Thursday, July 2, 2009

Optimal doping testing

Doping appears to be pervasive in sports. If one wants to fight it, it opens the question about what the optimal strategy is, where the strategy space is comprised of the test frequency and the penalty. It is quite obvious that test should not be predictable.

Dmitry Ryvkin approaches this question using winner-take-all contests. With low participant numbers, the larger the tournament, the more frequently players need to be tested. But starting from some threshold, the frequency can decease. The reason is that as more players join, the expected payoffs of dopers and non-dopers decrease, but the payoff of doping first increases and then decreases. This is based on the assumption that the expected payoff of winning decreases in the number of players (thus prestige of winning does not increase faster than the number of players).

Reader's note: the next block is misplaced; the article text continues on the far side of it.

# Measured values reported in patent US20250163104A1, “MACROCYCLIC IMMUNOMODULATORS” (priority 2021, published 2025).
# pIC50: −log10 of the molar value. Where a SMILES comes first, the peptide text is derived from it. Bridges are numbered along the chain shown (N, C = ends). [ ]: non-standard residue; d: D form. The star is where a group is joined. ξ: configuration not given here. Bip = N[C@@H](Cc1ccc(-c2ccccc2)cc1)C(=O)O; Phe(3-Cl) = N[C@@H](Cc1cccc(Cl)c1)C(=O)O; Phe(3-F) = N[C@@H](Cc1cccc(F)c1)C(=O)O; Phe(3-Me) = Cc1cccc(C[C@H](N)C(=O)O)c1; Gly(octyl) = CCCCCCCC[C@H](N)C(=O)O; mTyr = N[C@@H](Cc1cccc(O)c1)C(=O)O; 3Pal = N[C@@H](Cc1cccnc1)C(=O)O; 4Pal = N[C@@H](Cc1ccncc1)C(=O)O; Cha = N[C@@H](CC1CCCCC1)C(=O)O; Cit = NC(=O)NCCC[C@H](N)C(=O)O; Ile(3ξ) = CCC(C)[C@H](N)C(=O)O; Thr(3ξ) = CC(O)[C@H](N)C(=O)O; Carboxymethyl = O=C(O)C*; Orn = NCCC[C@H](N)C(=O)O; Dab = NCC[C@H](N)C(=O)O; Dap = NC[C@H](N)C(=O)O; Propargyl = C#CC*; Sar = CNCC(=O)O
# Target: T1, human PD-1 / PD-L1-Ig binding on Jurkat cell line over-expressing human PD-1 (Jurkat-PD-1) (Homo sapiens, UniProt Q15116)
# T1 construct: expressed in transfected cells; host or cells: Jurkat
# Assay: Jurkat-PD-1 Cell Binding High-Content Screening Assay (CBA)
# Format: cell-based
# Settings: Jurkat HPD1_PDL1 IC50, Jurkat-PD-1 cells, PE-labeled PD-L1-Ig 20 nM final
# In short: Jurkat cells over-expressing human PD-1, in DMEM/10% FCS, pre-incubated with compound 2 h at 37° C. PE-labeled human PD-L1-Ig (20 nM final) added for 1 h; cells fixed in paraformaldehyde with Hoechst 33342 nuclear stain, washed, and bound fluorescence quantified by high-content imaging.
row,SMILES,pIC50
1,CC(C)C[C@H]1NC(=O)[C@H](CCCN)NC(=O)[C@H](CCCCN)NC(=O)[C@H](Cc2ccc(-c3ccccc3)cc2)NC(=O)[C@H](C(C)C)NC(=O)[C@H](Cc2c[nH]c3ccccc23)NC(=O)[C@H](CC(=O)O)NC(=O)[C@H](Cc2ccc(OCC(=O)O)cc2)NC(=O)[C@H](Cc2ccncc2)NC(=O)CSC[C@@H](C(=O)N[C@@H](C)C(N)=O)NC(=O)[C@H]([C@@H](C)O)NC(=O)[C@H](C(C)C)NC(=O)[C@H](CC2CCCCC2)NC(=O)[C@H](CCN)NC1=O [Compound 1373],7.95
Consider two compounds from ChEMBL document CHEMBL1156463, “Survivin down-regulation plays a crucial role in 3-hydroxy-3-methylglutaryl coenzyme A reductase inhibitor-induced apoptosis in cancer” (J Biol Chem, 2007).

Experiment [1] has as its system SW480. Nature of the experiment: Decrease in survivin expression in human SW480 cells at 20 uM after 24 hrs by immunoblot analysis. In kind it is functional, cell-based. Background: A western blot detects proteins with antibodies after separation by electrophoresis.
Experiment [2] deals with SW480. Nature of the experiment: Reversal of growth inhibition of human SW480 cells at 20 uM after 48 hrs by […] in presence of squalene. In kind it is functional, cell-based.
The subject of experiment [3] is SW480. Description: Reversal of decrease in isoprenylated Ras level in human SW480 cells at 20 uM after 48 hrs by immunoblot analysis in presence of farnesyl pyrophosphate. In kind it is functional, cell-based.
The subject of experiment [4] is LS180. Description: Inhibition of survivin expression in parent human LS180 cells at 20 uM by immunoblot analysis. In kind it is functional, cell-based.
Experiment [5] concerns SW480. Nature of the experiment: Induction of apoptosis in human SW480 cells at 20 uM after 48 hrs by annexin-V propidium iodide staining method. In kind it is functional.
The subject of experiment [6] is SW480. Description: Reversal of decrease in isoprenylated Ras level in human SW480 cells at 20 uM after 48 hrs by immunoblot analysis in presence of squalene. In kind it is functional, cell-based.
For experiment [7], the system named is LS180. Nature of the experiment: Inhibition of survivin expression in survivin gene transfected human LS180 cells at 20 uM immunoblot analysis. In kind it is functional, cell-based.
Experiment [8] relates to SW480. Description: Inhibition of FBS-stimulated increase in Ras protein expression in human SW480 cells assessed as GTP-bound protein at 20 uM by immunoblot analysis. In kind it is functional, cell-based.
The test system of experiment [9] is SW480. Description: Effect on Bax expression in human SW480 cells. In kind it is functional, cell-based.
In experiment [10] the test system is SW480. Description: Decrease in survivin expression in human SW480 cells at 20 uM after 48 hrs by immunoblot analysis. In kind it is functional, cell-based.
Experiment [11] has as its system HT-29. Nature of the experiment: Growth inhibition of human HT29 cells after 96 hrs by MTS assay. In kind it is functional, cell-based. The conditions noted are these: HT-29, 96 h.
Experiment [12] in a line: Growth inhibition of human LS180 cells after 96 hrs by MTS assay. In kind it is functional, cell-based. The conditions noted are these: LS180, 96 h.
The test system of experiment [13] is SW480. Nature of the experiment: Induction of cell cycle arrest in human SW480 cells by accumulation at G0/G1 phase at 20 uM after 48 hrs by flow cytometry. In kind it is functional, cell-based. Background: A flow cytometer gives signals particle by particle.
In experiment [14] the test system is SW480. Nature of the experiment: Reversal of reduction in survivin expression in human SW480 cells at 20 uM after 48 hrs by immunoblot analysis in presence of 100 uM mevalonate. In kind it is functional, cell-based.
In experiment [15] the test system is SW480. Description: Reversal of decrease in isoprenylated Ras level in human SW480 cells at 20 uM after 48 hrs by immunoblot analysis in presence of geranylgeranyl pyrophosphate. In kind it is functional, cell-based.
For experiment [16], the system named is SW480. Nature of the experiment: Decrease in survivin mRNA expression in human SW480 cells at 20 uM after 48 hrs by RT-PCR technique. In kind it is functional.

In terms of penalty, players that are caught doping are excluded from the contest, no surprise, but are also subject to a small penalty. This is required because it enhances the effectiveness of testing by making the testing probability non-monotonic in the number of players. This seems a rather technical argument. But I surmise that making players risk averse instead of risk neutral would not make this additional penalty necessary.

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